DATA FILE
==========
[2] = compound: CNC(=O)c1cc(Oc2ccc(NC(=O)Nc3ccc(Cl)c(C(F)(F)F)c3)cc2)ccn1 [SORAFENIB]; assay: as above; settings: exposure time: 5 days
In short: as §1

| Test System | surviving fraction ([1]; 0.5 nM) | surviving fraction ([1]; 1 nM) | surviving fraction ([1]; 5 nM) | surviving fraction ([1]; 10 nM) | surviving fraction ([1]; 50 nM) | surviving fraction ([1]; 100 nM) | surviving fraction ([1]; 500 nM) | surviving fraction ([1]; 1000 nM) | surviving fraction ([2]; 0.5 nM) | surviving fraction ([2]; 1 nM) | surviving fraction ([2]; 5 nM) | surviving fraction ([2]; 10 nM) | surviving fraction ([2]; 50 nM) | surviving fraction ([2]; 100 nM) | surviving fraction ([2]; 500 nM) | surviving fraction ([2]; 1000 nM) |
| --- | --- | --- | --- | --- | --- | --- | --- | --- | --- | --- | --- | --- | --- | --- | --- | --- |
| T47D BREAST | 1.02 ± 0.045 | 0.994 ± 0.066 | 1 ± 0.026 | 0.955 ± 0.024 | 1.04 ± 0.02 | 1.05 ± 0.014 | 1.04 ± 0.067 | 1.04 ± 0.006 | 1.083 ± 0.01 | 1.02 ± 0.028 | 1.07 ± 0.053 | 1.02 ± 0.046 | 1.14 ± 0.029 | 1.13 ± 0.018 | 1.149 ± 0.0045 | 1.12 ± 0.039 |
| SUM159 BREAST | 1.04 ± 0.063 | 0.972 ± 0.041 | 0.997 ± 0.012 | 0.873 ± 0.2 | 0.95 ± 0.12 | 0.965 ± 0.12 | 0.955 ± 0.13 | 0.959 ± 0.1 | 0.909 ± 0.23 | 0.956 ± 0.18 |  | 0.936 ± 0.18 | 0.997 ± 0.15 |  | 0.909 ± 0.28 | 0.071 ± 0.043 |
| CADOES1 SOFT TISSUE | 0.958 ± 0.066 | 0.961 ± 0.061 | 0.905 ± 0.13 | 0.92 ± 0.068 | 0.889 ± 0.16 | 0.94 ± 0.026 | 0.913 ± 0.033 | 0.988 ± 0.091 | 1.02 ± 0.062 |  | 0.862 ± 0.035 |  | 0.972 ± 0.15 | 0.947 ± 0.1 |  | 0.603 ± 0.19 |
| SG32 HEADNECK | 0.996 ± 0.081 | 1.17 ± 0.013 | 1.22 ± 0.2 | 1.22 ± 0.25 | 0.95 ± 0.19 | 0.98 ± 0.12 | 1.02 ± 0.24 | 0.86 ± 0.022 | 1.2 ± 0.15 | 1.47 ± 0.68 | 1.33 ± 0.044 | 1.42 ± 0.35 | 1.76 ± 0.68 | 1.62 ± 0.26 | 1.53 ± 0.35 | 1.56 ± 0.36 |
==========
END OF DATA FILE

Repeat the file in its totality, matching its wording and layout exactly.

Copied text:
[2] = compound: CNC(=O)c1cc(Oc2ccc(NC(=O)Nc3ccc(Cl)c(C(F)(F)F)c3)cc2)ccn1 [SORAFENIB]; assay: as above; settings: exposure time: 5 days
In short: as §1

| Test System | surviving fraction ([1]; 0.5 nM) | surviving fraction ([1]; 1 nM) | surviving fraction ([1]; 5 nM) | surviving fraction ([1]; 10 nM) | surviving fraction ([1]; 50 nM) | surviving fraction ([1]; 100 nM) | surviving fraction ([1]; 500 nM) | surviving fraction ([1]; 1000 nM) | surviving fraction ([2]; 0.5 nM) | surviving fraction ([2]; 1 nM) | surviving fraction ([2]; 5 nM) | surviving fraction ([2]; 10 nM) | surviving fraction ([2]; 50 nM) | surviving fraction ([2]; 100 nM) | surviving fraction ([2]; 500 nM) | surviving fraction ([2]; 1000 nM) |
| --- | --- | --- | --- | --- | --- | --- | --- | --- | --- | --- | --- | --- | --- | --- | --- | --- |
| T47D BREAST | 1.02 ± 0.045 | 0.994 ± 0.066 | 1 ± 0.026 | 0.955 ± 0.024 | 1.04 ± 0.02 | 1.05 ± 0.014 | 1.04 ± 0.067 | 1.04 ± 0.006 | 1.083 ± 0.01 | 1.02 ± 0.028 | 1.07 ± 0.053 | 1.02 ± 0.046 | 1.14 ± 0.029 | 1.13 ± 0.018 | 1.149 ± 0.0045 | 1.12 ± 0.039 |
| SUM159 BREAST | 1.04 ± 0.063 | 0.972 ± 0.041 | 0.997 ± 0.012 | 0.873 ± 0.2 | 0.95 ± 0.12 | 0.965 ± 0.12 | 0.955 ± 0.13 | 0.959 ± 0.1 | 0.909 ± 0.23 | 0.956 ± 0.18 |  | 0.936 ± 0.18 | 0.997 ± 0.15 |  | 0.909 ± 0.28 | 0.071 ± 0.043 |
| CADOES1 SOFT TISSUE | 0.958 ± 0.066 | 0.961 ± 0.061 | 0.905 ± 0.13 | 0.92 ± 0.068 | 0.889 ± 0.16 | 0.94 ± 0.026 | 0.913 ± 0.033 | 0.988 ± 0.091 | 1.02 ± 0.062 |  | 0.862 ± 0.035 |  | 0.972 ± 0.15 | 0.947 ± 0.1 |  | 0.603 ± 0.19 |
| SG32 HEADNECK | 0.996 ± 0.081 | 1.17 ± 0.013 | 1.22 ± 0.2 | 1.22 ± 0.25 | 0.95 ± 0.19 | 0.98 ± 0.12 | 1.02 ± 0.24 | 0.86 ± 0.022 | 1.2 ± 0.15 | 1.47 ± 0.68 | 1.33 ± 0.044 | 1.42 ± 0.35 | 1.76 ± 0.68 | 1.62 ± 0.26 | 1.53 ± 0.35 | 1.56 ± 0.36 |